The restaurant staff, Alex, Hassan, and David, were always helpful and amazingly friendly. Hassan told us that the Olive Branch was the best restaurant in the area, and we believed him. He also recommended Aniello’s in Diani, where we had a very nice Italian meal.

If you find yourself at Galu Beach, definitely stay at Kenyaways for the laid-back kite surfing vibe (even if you don’t kite surf!), excellent balcony views, and perfect beach. And while you’re there, you could do much worse (trust us, we did!) than eating all your meals at the Olive Branch.

Big garden salad
Big garden salad

Falafel burger
Falafel burger

Ceviche and sailfish salad
Tuna ceviche and sailfish salad

Prawn and avocado salad
Prawn and avocado salad

Thai fish cakes
Thai fish cakes

The Olive Branch, Kenyaways
Galu Beach, Kenya
+254 (0) 728 886 821

Hallimane (Bangalore, India)

Cross-posted from


Hallimane was one of the best restaurants that Archana introduced me and Kenny to last fall, and we returned this week with our Seattle friends for a decadent lunch feast. It is conveniently located in Malleswaram, just a short walk from Sean and Archana’s apartment and an even shorter walk from the wedding hotel.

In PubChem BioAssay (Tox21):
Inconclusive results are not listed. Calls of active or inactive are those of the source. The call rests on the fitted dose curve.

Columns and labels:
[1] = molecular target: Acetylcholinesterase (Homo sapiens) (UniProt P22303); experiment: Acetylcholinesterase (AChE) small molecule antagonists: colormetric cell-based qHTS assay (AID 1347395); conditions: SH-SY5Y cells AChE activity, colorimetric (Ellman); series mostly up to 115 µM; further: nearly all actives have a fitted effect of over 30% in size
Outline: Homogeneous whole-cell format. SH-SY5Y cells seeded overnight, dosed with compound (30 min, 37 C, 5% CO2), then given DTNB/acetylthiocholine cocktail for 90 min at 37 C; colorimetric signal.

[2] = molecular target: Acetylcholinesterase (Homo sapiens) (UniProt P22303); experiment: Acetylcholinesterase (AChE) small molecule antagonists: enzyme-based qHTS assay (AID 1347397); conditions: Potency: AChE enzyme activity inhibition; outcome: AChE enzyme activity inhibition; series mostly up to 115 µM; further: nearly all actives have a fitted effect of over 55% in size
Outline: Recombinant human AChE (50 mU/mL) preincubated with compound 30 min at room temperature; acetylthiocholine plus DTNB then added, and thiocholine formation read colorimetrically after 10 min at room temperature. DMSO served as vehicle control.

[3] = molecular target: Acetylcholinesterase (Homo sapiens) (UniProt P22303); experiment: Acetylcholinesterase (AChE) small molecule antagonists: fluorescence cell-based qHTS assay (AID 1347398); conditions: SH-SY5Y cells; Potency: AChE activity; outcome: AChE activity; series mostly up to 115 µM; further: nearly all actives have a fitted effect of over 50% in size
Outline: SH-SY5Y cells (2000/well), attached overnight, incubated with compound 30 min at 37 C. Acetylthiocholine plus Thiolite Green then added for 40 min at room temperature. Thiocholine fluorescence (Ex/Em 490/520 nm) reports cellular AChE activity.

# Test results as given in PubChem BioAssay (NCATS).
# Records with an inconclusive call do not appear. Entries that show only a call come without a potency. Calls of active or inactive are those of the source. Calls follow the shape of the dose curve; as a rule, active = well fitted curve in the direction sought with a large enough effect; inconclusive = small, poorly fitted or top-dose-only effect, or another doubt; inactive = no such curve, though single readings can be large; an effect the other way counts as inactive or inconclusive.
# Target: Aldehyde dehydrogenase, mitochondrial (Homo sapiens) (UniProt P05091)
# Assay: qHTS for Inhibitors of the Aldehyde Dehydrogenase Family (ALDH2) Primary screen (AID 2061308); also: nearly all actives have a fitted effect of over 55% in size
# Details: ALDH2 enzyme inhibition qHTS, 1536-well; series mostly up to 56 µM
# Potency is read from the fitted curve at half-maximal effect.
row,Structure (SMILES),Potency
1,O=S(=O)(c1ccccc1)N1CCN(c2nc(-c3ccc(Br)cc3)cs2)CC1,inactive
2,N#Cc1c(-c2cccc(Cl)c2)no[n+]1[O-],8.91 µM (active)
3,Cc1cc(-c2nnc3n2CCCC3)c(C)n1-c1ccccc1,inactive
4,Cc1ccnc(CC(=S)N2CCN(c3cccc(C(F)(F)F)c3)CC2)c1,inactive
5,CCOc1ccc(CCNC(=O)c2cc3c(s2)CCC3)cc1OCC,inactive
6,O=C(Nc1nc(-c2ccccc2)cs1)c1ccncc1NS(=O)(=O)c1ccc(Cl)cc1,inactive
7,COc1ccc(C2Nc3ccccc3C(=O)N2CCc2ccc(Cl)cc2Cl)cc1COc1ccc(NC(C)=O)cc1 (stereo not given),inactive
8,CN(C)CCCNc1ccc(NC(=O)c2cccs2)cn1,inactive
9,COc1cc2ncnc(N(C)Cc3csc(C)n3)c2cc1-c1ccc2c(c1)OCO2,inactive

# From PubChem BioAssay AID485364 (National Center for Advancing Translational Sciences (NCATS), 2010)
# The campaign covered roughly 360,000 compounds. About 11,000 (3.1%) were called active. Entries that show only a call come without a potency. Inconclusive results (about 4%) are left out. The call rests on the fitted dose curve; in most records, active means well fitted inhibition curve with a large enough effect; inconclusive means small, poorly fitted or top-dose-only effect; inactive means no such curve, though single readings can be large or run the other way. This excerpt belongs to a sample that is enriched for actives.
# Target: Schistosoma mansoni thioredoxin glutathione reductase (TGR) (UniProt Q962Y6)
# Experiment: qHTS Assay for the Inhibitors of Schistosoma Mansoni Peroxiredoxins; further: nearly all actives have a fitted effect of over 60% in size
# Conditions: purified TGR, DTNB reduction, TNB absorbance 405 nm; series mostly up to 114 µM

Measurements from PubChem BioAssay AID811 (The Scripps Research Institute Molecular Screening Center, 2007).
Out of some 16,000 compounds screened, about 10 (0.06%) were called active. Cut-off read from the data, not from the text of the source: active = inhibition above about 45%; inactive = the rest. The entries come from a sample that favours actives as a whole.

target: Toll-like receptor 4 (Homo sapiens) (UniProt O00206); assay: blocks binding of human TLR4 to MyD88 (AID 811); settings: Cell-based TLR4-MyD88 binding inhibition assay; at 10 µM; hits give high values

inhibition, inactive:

Its name is Kannada for “village house,” indicating that the menu features the typical foods of rural Karnataka. Of course, for variety, there is also an array of North Indian dishes available, but everything is vegetarian.

Like many casual lunch joints here in Bangalore, Hallimane has a system where customers order and pay at the counter and then deliver receipts to various stations to collect their food. Most hot dishes can be picked up indoors, while ragi and akki rotis as well as parotas must be collected from the men working the flat grill outside. Because Hallimane is always packed, this process involves elbowing your way through throngs of people, and is not recommended for claustrophobics.

Two of their signature dishes are made of ragi, the grain of Karnataka: ragi roti, and ragi mudde, which is a mushy steamed ball of grain. The mudde was certainly not for me, but Kenny and I love love loved the roti, which is made from a batter that includes onions, chilies and dill. We even tried making our own in Archana’s kitchen last fall, but had problems with the rotis falling apart. Thus was born our invention of the ragi waffle.

On our visit with the Seattle friends, we devoured a huge two-round feast, including several orders of ragi roti, two akki roti (made of rice flour), two aloo parota, one ragi mudde for everyone to try (no one enjoyed it much more than I had on the first visit), and a rava idly. We even tried a couple of North Indian dishes this time – channa masala, shahi paneer, naan, and kulcha – and they were excellent, probably the best North Indian I’ve had in Bangalore. For less than $2/person everyone was in food heaven, followed by a huge food coma that threatened to impede our last-minute wedding reception shopping.